We all like to think that our insurance company has our best interests in mind, especially after a car accident. But the truth is that no matter how nice, helpful and friendly the agent on the phone is, their goal is to give you the absolute minimum amount for your vehicle that they possibly can.
After you’ve been in a car accident, you naturally contact the insurance company, they send out an adjuster and may even cut you a check on the spot. While that all seems super easy and might be the fastest route to getting back on the road, it isn’t necessarily in your best interest to accept the amount the adjuster determines your car is worth. If you were not the at-fault driver, before accepting a check from the insurance company, you may want to consider contacting an independent car appraiser who isn’t tied to the insurance company.
Most auto policies have a “diminished value” clause, though insurance companies aren’t likely to mention this to you. An independent appraiser will calculate something called the “diminished value” of your vehicle. Diminished value is the difference between the fair market value of your vehicle before the accident and the fair market value of it after repairs have been completed. (https://wallacepierce.com)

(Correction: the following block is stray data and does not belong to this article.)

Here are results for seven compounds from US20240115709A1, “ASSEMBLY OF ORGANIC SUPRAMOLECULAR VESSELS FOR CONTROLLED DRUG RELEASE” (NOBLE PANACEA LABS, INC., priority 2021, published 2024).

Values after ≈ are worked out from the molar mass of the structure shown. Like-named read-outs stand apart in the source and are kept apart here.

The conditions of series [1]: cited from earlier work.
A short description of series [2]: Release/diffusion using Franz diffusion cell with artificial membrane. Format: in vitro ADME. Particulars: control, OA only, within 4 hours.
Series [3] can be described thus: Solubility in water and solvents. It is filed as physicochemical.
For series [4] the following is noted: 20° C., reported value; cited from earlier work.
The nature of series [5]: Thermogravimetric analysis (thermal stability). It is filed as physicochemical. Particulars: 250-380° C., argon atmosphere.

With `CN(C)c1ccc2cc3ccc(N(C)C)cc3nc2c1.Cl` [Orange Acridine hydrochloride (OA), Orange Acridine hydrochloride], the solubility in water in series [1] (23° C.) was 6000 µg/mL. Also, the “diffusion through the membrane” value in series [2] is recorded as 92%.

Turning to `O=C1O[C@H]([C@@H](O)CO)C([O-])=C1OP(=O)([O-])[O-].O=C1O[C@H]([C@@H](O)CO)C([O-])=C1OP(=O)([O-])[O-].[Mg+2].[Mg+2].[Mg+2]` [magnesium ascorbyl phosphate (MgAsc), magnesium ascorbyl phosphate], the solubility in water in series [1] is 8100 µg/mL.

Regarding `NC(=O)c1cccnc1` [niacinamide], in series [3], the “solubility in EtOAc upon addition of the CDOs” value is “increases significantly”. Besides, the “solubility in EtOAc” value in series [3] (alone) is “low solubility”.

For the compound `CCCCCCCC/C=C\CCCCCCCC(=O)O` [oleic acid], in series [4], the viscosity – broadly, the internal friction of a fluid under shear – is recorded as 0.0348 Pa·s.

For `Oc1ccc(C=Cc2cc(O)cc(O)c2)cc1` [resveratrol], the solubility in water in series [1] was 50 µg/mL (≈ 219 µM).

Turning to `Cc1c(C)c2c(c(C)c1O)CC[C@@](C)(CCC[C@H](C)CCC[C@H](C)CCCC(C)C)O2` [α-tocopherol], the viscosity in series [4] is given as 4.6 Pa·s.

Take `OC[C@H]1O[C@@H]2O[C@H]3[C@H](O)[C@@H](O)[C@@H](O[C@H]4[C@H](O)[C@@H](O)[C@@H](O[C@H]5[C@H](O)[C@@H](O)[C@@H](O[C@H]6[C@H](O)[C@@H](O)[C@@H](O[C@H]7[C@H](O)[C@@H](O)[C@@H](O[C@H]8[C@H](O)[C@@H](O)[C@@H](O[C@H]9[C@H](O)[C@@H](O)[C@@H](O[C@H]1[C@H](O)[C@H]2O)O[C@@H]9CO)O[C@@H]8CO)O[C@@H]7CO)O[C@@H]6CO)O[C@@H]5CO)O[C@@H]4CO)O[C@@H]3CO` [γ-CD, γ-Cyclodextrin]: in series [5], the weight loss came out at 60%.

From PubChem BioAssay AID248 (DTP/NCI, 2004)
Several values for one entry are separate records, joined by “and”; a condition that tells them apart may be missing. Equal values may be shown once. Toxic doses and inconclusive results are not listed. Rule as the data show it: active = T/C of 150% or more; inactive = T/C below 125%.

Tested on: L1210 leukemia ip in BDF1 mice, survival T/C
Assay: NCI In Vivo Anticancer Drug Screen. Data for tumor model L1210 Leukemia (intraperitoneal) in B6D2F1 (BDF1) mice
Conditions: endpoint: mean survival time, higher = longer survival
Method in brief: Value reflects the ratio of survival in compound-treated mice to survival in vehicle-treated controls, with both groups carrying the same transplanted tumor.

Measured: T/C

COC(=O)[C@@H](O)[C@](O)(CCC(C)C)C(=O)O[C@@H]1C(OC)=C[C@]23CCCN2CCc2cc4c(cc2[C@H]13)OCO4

From the Insurance Information Institute website, “In all states except Michigan, if an accident is the fault of another driver, you would receive compensation for diminished value. This is because legally the third party has an obligation to make the victim of the accident “whole” again; in this case, to restore the victim’s car to its pre-accident fair market value.
In other words, the at-fault driver's insurer is responsible for repairing your car and for paying you the difference between the car’s resale value before the accident and after the repair. This cost is usually covered by the liability portion of his or her insurance policy.
If the at-fault driver is uninsured and cannot pay for repairs, receipt of payment will depend on whether you have purchased uninsured motorist’s coverage. About half of the states allow recovery for diminished value under this coverage.” Check your states’ laws to find out if you’re covered in this event.